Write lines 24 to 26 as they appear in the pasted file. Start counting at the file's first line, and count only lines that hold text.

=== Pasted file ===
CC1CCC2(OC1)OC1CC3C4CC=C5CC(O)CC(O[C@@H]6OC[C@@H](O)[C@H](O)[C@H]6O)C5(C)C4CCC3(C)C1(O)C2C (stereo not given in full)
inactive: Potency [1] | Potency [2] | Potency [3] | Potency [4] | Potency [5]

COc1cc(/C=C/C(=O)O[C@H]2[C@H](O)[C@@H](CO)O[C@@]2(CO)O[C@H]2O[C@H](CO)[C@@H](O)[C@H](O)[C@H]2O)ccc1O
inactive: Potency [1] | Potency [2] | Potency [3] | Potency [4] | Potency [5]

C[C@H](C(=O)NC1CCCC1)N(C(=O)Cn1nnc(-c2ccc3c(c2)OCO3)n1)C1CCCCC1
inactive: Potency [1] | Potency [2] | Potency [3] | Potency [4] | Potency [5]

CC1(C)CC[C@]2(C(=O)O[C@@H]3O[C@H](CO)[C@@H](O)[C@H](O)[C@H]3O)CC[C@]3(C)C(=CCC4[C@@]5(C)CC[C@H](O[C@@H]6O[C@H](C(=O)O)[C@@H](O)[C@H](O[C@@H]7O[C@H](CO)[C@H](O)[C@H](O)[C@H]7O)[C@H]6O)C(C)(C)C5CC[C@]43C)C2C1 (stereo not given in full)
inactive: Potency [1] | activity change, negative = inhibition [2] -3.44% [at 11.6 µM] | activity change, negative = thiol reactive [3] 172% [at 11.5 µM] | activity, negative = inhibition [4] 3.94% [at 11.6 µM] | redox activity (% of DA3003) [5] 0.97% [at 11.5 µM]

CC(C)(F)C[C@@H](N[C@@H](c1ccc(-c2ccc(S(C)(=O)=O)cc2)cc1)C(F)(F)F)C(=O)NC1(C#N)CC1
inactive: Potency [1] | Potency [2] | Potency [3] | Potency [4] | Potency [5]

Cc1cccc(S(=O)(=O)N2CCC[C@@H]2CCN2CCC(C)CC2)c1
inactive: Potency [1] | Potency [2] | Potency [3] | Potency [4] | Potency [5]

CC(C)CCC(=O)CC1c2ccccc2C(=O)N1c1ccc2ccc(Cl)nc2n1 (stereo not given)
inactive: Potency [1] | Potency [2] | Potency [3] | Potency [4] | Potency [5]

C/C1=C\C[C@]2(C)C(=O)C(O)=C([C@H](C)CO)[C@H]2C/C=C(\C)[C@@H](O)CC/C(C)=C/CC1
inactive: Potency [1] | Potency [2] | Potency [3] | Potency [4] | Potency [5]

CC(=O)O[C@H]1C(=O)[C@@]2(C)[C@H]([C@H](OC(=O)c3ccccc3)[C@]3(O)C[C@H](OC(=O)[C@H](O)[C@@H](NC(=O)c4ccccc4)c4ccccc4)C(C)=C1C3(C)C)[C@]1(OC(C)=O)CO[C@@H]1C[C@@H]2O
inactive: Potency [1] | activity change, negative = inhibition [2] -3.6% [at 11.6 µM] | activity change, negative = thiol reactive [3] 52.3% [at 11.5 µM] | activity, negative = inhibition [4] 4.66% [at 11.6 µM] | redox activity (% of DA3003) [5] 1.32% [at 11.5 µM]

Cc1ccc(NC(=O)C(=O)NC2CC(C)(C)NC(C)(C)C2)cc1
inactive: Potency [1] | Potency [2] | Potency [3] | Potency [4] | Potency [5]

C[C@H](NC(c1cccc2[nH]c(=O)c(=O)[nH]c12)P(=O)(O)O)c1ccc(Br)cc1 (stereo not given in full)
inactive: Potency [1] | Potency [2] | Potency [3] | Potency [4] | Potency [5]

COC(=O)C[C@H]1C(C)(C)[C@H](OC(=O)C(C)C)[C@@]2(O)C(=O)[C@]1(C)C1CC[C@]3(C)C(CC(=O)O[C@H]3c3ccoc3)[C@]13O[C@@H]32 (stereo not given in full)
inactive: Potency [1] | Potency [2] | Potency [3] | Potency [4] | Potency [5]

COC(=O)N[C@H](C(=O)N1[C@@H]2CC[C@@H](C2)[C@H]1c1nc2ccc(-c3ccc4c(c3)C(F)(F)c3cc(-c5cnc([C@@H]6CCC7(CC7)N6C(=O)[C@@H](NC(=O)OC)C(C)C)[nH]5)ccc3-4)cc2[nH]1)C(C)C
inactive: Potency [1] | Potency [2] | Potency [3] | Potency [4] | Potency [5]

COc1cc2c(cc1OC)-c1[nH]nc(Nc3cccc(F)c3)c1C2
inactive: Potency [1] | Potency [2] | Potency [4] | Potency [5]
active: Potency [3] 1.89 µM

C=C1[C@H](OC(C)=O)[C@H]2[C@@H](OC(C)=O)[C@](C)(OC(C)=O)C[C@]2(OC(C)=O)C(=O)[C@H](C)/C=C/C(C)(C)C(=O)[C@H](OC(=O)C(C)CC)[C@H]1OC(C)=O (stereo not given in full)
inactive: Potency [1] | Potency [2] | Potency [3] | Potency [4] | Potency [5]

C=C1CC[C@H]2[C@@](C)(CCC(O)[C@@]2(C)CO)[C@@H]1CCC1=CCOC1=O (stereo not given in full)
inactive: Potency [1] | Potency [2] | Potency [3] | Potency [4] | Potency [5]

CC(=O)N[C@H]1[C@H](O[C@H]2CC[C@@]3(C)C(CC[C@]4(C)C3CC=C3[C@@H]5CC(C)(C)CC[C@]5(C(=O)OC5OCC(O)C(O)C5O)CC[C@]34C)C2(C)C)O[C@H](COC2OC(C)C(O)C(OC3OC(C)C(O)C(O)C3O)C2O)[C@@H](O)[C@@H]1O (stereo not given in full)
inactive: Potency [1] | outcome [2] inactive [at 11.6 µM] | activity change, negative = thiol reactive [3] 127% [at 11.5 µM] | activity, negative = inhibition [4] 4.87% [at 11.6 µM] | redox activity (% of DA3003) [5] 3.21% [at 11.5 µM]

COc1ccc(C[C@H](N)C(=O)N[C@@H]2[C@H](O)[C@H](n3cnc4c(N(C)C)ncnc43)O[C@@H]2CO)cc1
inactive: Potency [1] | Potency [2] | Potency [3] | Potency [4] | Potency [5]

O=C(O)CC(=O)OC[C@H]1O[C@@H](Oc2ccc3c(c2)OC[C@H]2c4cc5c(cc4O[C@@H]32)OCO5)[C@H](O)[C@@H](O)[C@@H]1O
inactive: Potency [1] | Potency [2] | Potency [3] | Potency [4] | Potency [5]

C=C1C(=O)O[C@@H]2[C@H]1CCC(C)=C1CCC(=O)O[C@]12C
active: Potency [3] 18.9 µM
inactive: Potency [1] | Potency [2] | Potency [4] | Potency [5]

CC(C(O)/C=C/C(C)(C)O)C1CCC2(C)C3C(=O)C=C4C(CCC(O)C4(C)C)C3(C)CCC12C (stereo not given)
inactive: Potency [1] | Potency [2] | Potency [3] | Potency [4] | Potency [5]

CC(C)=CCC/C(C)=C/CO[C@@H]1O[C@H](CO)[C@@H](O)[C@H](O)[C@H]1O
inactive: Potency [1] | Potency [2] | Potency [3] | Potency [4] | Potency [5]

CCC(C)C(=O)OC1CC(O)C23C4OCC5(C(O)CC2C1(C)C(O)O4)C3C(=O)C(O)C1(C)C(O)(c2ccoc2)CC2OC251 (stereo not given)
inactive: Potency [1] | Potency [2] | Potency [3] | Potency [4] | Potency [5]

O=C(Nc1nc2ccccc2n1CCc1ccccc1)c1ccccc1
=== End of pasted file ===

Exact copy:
inactive: Potency [1] | Potency [2] | Potency [3] | Potency [4] | Potency [5]

COC(=O)N[C@H](C(=O)N1[C@@H]2CC[C@@H](C2)[C@H]1c1nc2ccc(-c3ccc4c(c3)C(F)(F)c3cc(-c5cnc([C@@H]6CCC7(CC7)N6C(=O)[C@@H](NC(=O)OC)C(C)C)[nH]5)ccc3-4)cc2[nH]1)C(C)C
inactive: Potency [1] | Potency [2] | Potency [3] | Potency [4] | Potency [5]